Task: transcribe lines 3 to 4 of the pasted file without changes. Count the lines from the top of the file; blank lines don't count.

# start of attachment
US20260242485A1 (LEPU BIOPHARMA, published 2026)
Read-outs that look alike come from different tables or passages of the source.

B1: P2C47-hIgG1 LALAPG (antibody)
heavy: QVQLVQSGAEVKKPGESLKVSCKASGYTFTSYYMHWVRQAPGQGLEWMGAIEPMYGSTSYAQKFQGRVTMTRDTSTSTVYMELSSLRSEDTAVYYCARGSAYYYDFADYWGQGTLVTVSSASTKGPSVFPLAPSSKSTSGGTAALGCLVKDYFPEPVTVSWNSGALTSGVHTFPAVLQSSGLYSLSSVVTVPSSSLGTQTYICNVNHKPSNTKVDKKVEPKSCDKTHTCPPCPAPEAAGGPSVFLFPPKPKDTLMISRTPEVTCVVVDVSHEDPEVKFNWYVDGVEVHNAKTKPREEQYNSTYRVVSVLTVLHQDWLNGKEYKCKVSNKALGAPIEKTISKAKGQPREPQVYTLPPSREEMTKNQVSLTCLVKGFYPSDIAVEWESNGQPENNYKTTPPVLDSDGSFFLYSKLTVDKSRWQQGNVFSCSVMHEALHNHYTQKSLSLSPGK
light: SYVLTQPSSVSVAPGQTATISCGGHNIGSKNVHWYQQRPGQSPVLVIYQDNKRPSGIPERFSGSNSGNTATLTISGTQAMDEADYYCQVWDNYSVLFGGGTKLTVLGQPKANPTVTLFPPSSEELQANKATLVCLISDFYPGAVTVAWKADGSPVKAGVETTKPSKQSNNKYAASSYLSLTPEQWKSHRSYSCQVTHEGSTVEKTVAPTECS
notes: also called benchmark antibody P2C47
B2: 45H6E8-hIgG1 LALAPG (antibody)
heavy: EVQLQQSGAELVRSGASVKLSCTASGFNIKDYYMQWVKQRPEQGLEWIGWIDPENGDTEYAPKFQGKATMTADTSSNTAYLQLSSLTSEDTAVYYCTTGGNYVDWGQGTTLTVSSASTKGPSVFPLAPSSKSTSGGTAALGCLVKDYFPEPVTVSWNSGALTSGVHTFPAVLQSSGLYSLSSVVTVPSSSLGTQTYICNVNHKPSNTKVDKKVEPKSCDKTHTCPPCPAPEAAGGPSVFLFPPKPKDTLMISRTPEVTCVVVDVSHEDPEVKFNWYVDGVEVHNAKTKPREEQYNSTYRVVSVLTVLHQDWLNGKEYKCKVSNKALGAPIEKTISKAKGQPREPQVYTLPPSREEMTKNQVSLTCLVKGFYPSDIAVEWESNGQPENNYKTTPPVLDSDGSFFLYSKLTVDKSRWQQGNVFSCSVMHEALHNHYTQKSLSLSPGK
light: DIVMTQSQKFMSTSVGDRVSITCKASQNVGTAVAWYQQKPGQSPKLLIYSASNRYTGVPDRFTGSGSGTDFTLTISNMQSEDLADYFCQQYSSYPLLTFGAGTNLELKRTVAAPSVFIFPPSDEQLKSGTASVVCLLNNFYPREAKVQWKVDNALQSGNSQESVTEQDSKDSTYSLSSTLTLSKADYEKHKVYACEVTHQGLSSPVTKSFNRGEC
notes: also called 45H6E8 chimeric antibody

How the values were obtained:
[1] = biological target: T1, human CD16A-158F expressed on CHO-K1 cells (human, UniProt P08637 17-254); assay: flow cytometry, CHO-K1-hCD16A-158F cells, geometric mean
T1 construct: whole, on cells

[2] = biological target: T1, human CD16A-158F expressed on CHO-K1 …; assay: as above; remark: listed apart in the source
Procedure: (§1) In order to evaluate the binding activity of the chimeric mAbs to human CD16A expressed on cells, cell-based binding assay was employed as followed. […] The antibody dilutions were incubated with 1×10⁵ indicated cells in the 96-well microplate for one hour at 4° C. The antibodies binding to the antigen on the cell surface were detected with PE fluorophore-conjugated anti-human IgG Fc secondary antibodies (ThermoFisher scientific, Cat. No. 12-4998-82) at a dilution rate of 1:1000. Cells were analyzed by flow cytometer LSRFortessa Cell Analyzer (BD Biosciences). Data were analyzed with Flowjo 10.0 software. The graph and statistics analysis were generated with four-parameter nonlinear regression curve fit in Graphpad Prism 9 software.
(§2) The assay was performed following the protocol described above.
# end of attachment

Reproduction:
B1: P2C47-hIgG1 LALAPG (antibody)
heavy: QVQLVQSGAEVKKPGESLKVSCKASGYTFTSYYMHWVRQAPGQGLEWMGAIEPMYGSTSYAQKFQGRVTMTRDTSTSTVYMELSSLRSEDTAVYYCARGSAYYYDFADYWGQGTLVTVSSASTKGPSVFPLAPSSKSTSGGTAALGCLVKDYFPEPVTVSWNSGALTSGVHTFPAVLQSSGLYSLSSVVTVPSSSLGTQTYICNVNHKPSNTKVDKKVEPKSCDKTHTCPPCPAPEAAGGPSVFLFPPKPKDTLMISRTPEVTCVVVDVSHEDPEVKFNWYVDGVEVHNAKTKPREEQYNSTYRVVSVLTVLHQDWLNGKEYKCKVSNKALGAPIEKTISKAKGQPREPQVYTLPPSREEMTKNQVSLTCLVKGFYPSDIAVEWESNGQPENNYKTTPPVLDSDGSFFLYSKLTVDKSRWQQGNVFSCSVMHEALHNHYTQKSLSLSPGK